The Fresh Loaf

News & Information for Amateur Bakers and Artisan Bread Enthusiasts

wood fire bakery

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james.bull's picture
james.bull

wood fire bakery

I thinking of starting a bakery at my house using wood fired cob stile ovens and was just wondering if it was a good idea. I was also seeing if any one knows the heath and safety codes for California for a home bakery. Also if there is some thing I would have to do about being outside or if I could even be out side and be able to sell my product.

ClimbHi's picture
ClimbHi

Take a look at Alan Scott's book "The Bread Builders". He ran a successful bread baking business using his self-built WFO.


You should also understand that, in a commercial enterprise, your costs are a key element. If you can get wood free, or very cheaply, than by all means consider that. But if not, wood tends to be a pretty expensive source of heat and you may find that gas is cheaper than wood, depending on where you are located. Also understand that most baking is done after the fire has gone out and been removed from the oven. So the choice of fuel has no effect on the end product -- only the fact that it was cooked in a hot masonry oven.


As for codes, contact your local health department -- they should be able to tell you what you need to know.


ClimbHi
Pittsburgh, PA

james.bull's picture
james.bull

Well thanks for the book reference I will have to get it. I have thought about the wood thing and that's not a problem. I live in a place were you can still go out to the woods and get down wood for a low price from the forest service. I have herd of people using corn stocks and leftovers from the garden to heat there ovens is that a good idea?

ClimbHi's picture
ClimbHi

Corn stalks, old socks -- doesn't really matter. For most baking (things like pizza and smoked foods excepted), the fire is ancient history by the time food is placed in the oven.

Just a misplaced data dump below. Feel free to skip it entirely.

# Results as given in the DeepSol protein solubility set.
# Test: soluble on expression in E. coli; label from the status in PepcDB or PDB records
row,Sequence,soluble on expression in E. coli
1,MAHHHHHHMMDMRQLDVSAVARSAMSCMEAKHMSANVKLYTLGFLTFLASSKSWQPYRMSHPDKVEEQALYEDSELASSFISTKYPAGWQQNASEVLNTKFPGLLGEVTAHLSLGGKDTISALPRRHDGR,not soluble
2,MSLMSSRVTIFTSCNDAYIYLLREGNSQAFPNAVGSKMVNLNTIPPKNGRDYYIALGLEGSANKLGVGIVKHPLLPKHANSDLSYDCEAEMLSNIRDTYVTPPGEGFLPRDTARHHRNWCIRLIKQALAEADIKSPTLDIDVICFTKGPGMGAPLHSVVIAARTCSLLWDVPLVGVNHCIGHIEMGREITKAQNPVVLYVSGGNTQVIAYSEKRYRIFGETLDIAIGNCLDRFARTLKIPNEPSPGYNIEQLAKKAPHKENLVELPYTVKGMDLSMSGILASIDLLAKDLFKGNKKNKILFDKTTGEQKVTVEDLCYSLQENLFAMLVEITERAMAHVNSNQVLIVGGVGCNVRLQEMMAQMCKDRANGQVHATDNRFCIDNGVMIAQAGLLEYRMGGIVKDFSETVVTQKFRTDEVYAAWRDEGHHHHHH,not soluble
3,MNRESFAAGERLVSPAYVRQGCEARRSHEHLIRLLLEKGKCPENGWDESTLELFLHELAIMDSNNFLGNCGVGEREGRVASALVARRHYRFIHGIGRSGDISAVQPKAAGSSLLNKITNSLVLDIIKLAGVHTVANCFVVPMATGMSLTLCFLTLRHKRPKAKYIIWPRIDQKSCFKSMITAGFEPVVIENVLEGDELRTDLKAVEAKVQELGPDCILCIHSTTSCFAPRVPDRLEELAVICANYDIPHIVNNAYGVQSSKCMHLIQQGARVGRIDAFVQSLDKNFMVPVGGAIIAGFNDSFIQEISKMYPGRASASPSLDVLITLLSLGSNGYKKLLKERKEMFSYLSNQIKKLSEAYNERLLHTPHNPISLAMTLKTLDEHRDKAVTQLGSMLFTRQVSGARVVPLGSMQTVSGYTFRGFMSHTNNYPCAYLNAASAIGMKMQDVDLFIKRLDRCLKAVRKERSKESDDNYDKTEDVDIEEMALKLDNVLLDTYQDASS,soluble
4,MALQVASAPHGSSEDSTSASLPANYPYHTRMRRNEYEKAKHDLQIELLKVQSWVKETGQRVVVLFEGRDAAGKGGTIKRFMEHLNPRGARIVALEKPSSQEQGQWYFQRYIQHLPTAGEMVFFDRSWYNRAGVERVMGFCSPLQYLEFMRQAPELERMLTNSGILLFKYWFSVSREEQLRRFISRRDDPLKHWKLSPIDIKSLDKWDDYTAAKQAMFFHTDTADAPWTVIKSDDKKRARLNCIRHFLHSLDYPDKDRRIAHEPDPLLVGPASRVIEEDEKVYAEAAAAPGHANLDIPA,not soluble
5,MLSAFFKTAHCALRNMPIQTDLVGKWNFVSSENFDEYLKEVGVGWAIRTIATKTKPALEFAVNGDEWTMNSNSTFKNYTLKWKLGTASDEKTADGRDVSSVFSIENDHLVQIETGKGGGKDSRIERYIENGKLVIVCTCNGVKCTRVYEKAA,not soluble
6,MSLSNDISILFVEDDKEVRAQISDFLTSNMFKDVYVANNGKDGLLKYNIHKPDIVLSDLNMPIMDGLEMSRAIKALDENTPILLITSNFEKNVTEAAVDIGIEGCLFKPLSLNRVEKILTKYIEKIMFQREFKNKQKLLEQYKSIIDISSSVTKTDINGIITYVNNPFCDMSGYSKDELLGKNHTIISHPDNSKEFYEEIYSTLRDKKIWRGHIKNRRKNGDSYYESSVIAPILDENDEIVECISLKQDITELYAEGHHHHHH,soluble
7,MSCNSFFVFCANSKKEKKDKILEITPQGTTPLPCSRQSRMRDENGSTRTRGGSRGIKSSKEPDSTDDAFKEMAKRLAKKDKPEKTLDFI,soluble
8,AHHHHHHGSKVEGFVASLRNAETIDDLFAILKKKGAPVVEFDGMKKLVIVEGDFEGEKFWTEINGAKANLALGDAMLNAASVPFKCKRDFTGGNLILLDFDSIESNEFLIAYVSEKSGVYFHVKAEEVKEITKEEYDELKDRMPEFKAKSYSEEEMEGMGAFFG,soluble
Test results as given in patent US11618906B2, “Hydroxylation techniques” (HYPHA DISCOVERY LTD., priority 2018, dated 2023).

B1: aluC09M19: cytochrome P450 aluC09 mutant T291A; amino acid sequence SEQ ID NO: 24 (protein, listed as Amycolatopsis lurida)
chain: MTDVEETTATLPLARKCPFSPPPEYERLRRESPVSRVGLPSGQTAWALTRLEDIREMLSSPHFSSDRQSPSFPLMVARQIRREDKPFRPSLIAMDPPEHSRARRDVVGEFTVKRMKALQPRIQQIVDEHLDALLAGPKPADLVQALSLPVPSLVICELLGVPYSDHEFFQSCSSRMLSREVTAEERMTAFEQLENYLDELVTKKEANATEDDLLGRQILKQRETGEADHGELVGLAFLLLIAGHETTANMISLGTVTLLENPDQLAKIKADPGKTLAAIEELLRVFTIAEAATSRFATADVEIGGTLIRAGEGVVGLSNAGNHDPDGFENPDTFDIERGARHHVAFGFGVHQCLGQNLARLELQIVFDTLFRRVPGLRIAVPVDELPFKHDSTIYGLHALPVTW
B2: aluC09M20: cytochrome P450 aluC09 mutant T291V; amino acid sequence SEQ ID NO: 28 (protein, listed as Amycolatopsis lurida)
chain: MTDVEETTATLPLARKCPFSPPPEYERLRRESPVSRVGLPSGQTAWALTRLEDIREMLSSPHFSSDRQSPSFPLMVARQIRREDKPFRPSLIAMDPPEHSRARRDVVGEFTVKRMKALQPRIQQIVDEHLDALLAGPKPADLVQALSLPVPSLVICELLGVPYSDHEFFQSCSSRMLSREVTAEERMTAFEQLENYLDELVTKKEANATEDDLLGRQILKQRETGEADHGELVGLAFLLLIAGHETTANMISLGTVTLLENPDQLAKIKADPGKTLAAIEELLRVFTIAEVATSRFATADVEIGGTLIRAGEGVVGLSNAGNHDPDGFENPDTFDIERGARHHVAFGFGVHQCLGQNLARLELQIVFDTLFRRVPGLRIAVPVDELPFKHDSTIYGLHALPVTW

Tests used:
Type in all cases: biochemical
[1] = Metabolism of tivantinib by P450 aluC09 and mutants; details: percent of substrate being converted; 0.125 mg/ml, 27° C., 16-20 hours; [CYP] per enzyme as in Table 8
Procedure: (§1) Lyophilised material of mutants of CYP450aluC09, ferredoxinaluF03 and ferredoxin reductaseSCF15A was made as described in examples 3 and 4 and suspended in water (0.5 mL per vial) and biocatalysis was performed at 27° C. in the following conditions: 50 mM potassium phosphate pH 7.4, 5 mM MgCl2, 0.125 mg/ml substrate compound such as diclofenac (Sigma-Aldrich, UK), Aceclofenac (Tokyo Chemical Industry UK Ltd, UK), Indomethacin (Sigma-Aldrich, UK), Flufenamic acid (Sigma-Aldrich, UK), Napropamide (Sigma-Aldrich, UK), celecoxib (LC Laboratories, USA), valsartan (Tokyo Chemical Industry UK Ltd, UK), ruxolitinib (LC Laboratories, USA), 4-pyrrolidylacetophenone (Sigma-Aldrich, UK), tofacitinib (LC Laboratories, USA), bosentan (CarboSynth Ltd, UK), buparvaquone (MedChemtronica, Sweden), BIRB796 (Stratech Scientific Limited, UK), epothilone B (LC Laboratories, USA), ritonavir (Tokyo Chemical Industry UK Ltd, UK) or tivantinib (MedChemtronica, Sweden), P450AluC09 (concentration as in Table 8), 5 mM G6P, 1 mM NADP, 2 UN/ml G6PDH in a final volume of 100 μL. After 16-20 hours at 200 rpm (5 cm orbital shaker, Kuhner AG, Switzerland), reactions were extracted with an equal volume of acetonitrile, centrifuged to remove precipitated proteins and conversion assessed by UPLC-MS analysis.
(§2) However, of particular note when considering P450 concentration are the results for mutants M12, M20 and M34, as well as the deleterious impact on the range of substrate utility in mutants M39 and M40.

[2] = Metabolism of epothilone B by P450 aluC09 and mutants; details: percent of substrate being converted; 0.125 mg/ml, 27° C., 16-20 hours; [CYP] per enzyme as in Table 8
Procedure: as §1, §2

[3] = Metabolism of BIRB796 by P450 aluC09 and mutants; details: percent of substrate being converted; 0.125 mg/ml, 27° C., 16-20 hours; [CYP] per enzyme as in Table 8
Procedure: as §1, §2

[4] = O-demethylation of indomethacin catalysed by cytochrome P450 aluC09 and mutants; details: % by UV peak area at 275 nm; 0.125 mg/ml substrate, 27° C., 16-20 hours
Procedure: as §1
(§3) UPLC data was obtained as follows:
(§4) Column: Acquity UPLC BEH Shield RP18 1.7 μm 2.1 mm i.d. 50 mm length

Free wood won't be particularly dry, so it'll take more the heat the oven. But for a commercial enterprise, that shouldn't be a problem since the oven will never really cool down anyway -- it's far more efficient to keep an oven hot than it is to make it hot in the first place.


For the environment's sake, you should try to burn only dry materials, preferably hardwoods or other fuel that produces a minimal amount of smoke. Once the fire is going well, and the oven is hot, things like corn stalks can be used in moderation without producing excessive smoke.


Understand that you'll be spending a LOT of time and effort gathering, cutting and splitting wood though. Especially for a larger commercial oven.


ClimbHi
Pittsburgh, PA

james.bull's picture
james.bull

I have been selling fire wood and I have had wood heated houes for all my life and I know all to well the task ahead of me but thanks for you consern my back well need a good masage from time to time. I now would like to know how much wood I would for the year? How I well impact the the local inviroment and were to sell my bread? I'm so thankful that there are people out there to help thanks again.

ClimbHi's picture
ClimbHi

That depends on the size, design & weight of your oven, how well it's insulated, how often you bake, the size of the bakes, etc., etc., etc. Every one is different.


Mine is small (five 1-lb baguette-shaped loaves per bake) and it takes a bit more than a cardboard file box full of very dry wood (more if I haven't pre-dried it in the oven after the last bake) to heat it from ambient temp to baking temps. Because mine is so small, that's good for two or three bakes per firing, each with a lower temp/longer time.


A friend of mine has a wood-fired pizza business. Much bigger oven, fired every day for several hours at a time. He goes through over a cord of VERY expensive, *kiln-dried*, hardwood every week. (He needs kiln dried wood because pizza is baked with the fire in the oven, and it has to be HOT! Normal air dried wood just can't cut it -- too much moisture, so it never gets as hot as it needs to.)


Pre-drying wood in the oven after the bake doesn't work well if you're going to fire again in a day or two, as in most commercial settings, since it drains a lot of heat to dry the wood -- heat that will just have to be regenerated on the next firing. You actually end up needing more wood that way.


Environmental impact? Again, that depends on how efficient your oven is, how big, how much firing you need to do, the types and dryness of the wood, etc., etc., etc. So, more impact than if you used gas, less than if you used, say, coal.


Where to sell your bread & baked goods? Local eateries, specialty shops, walk-ins. Alan Scott's business consisted of a setup like an old-fashioned milk delivery route, but with bread instead of milk. He developed a bunch of customers who would take X loaves every week. (That would also help knowing when, what and how much product to make.)


I suggest you put together a well thought out business plan before you start laying brick though. ;-)


ClimbHi
Pittsburgh, PA

james.bull's picture
james.bull

much to think about and your input is greatly appreciated